By Nik Nazmi Nik Ahmad
SPEAKING on 27 March 2020 when he announced the Prihatin economic stimulus package, PM Tan Sri Muhyiddin Yassin noted that: “…this Government may not be the Government that you voted for… I accepted the fact that I came in as your Prime Minister not at the best moment.
“I face political, economic and health crises all at the same time…please bear with me and my friends in the Cabinet and the Government. We are not perfect but we are doing the best we can to pull through this crisis together, as one nation.”
By these words, the PM has acknowledged the controversial circumstances in which he came to power, i.e. the so-called ‘Sheraton Move.’
He has acknowledged that he lacks an electoral mandate and indeed that the Perikatan Nasional administration he heads does not reflect the will of the people of Malaysia.
The latter arguably, is likely true not only for Pakatan Harapan supporters, but also for Malaysians who voted for Barisan Nasional or PAS in the last election.
Let me also be clear that fighting the Covid-19 pandemic is our utmost priority. We support the efforts of the authorities, especially the frontliners risking their lives. And all Malaysians should do so as well. This is a crisis that must transcend our political divide.
Let it not be forgotten (or ignored) that Datuk Seri Anwar Ibrahim has said that a no-confidence motion in Parliament is not a priority for Keadilan and PH for the sake of ensuring the various stimulus packages as well as other moves to repair the economy are passed.
It is precisely on that point that the government’s latest actions - in removing certain GLC and statutory body leaders - will do very little to heal this chasm or strengthen public confidence.
The contracts of the Chair and seven board members of MARA were ended. The Chairs of KRI, SOCSO, MPOB, HRDF, PTPK and Bank Rakyat have also been removed.
I had spoken out on the removal of the respected Dr Nungsari Radhi, Chair of Khazanah Research Institute, who was appointed as trustee in 2013 during the BN era, retained during the PH era but recently asked to resign by PN.
On 3 April 2020, Bank Rakyat announced that the tenure of its Chair, Datuk Noripah Kamso, expired effective on that day. It was reported that her actual contract finishes at the end of this year.
The bank is under the purview of the GPS Minister of Entrepreneur Development And Co-operatives, Datuk Seri Wan Junaidi Tuanku Jaafar. As a development financial institution, Bank Negara does not have the same control over Bank Rakyat as it has on commercial banks.
Noripah replaced Tan Sri Shukry Mohd Salleh, who was involved in the original 1MDB audit report. She also comes with stellar experience in the financial sector: CEO of CIMB-Principal Islamic Asset Management Sdn Bhd and also CIMB-Principal Asset Management Sdn Bhd.
She was chairman of the Islamic Finance Industry Council, Malaysia-US Chamber Of Commerce and a former president of Malaysian Futures Brokers Association.
The previous chair of Socso is Zakri Khir, the first Malaysian to be appointed as country manager for Allianz Malaysia Berhad. The media reported that he was asked to resign to be replaced by Bersatu Sabak Bernam MP Datuk Mohd Fasiah Mohd Fakeh.
Unfortunately, whoever orchestrated it did not realise that an elected representative is barred from being on Socso’s board.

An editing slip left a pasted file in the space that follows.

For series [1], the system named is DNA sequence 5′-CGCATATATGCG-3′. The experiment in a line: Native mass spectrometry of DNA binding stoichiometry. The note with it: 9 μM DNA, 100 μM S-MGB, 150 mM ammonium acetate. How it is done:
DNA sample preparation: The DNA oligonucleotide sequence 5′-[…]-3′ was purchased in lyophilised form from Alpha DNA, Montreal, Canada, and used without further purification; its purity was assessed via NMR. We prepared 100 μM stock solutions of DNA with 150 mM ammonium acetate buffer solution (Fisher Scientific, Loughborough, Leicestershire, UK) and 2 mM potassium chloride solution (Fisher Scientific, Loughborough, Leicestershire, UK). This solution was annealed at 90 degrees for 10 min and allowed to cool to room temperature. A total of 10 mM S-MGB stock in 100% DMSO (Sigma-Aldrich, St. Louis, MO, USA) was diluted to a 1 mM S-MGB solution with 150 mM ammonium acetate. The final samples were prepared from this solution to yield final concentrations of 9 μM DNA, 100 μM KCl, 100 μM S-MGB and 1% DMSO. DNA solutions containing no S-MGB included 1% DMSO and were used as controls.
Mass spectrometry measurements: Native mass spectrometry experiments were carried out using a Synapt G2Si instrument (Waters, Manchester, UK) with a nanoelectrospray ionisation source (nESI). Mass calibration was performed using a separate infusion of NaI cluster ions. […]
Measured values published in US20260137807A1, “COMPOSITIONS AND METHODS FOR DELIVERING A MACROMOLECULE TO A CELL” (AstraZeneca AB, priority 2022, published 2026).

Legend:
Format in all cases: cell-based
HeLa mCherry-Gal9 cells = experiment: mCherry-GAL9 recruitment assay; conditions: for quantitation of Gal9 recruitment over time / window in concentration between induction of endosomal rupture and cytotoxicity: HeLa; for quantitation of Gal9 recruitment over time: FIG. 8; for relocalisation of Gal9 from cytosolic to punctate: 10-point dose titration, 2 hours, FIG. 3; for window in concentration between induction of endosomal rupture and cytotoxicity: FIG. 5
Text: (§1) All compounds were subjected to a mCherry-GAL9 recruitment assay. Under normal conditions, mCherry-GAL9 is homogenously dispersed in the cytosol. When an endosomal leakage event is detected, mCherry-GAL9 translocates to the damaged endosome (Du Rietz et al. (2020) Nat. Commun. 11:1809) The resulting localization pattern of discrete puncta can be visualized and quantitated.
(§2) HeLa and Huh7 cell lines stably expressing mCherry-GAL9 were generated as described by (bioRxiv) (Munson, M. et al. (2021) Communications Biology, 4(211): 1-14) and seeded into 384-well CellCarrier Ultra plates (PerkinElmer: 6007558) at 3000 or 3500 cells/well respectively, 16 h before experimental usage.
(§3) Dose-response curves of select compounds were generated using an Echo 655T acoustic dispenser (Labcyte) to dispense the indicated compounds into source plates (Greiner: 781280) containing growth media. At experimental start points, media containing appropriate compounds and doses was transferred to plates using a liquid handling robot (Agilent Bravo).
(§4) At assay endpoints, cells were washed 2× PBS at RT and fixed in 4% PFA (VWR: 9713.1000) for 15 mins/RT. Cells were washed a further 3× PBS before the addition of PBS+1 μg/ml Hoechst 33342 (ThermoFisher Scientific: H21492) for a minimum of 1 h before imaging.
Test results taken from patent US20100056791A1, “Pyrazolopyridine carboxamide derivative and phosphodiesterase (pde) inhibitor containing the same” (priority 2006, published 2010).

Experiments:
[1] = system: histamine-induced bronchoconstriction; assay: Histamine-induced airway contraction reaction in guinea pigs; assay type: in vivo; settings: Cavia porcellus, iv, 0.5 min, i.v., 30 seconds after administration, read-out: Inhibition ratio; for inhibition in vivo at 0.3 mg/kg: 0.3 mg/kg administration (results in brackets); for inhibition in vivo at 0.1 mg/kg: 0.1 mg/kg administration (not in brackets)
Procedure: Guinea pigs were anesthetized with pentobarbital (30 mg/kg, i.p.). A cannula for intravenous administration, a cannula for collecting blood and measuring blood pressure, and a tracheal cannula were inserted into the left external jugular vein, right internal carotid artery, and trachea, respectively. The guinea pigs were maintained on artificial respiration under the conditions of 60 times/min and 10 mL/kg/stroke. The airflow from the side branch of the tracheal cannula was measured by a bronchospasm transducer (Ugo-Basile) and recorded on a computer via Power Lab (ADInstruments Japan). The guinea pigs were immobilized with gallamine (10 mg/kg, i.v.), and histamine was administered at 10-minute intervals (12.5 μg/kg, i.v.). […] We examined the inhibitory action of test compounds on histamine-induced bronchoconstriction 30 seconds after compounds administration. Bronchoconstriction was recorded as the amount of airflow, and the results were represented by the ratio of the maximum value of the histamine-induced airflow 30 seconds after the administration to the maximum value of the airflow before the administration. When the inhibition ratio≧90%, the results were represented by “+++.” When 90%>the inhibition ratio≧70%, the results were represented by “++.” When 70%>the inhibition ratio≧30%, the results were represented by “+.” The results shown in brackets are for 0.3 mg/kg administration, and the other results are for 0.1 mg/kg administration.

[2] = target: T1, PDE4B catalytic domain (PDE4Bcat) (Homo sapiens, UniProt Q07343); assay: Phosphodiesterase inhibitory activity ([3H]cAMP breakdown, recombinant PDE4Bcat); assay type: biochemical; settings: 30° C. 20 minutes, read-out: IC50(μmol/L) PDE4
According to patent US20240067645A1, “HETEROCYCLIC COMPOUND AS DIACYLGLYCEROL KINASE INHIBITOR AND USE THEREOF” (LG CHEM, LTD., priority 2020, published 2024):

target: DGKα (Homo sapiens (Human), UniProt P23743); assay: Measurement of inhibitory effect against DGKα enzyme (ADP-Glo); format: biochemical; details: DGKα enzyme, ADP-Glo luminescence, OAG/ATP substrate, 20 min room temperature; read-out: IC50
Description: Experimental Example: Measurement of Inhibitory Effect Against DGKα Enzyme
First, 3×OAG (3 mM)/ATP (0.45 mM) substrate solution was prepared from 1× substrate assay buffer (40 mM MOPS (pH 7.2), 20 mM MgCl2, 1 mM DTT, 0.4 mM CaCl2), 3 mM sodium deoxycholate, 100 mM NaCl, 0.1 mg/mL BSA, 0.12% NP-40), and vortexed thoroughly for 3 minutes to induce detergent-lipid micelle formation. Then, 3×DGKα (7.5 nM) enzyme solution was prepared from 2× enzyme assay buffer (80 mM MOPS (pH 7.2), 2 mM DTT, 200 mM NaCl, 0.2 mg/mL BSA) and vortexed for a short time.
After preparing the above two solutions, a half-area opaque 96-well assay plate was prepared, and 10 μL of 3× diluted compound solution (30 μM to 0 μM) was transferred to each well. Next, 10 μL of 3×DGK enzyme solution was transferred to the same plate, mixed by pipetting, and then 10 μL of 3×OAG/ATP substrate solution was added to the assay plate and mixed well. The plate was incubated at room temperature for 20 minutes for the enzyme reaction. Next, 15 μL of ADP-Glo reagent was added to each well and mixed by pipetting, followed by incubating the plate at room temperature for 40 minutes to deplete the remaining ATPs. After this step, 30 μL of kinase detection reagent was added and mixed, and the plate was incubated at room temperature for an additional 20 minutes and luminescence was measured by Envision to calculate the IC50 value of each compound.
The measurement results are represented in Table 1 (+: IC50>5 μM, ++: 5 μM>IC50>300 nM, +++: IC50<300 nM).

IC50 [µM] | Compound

Tan Sri Mohd Bakke Salleh was asked to resign as chair of MPOB. An experienced plantation man who spent time in Felda, FGV and Sime Darby, he resigned from the 1MDB board in protest at improprieties taking place in the company. Umno Machang MP, Ahmad Jazlan Yaakub takes his place.
The new PTPK Chair is PAS Pasir Mas MP, Ahmad Fadhli Shaari.
There have been media reports that other GLCs and agencies will see personnel changes with the new government.
What is disturbing about some of these changes is that the vacancies they create have or will be filled by MPs from PN.
Now, it is true that every government has the right to fill public positions as they see fit, especially in the case of political appointees.
Yet it is an unhealthy trend if many MPs are appointed to replace professional technocrats as mentioned above.
It seems that the Prime Minister is not confident of the loyalty of backbencher, hvaing had to expand the number of ministers and deputy ministers. The number of ministers has expanded from 27 during the PH era to 32 under PN; whilst deputy ministers increased from 26 to 38.
Is the PM not confident in the loyalty of PN’s component parties that he has to radically expand the concept of the payroll vote to reward so many backbench MPs even at the expense of technocrats?
Lest I be accused of hypocrisy, when PH was still in power, I opposed the wholesale removal of GLC heads who had been appointed by the government we had replaced.
I argued that, while those who had engaged in partisan actions or were implicated in mismanagement and wrongdoing like the 1MDB scandal had to go, other appointees who had shown merit and integrity should have been retained.
I certainly felt then - as I do now - that we need a new modus vivendi for dealing such matters in Malaysia.
If we don’t, each change of government - which, let’s face it, will likely be the norm rather than the exception moving forward - is likely to result in wholesale “purges” in public life.
Something will get lost in the mix - whether it is existing talent irretrievably lost or new blood becoming reluctant to serve because of instability of tenure.
Nik Nazmi is Pakatan Harapan MP for Setiawangsa.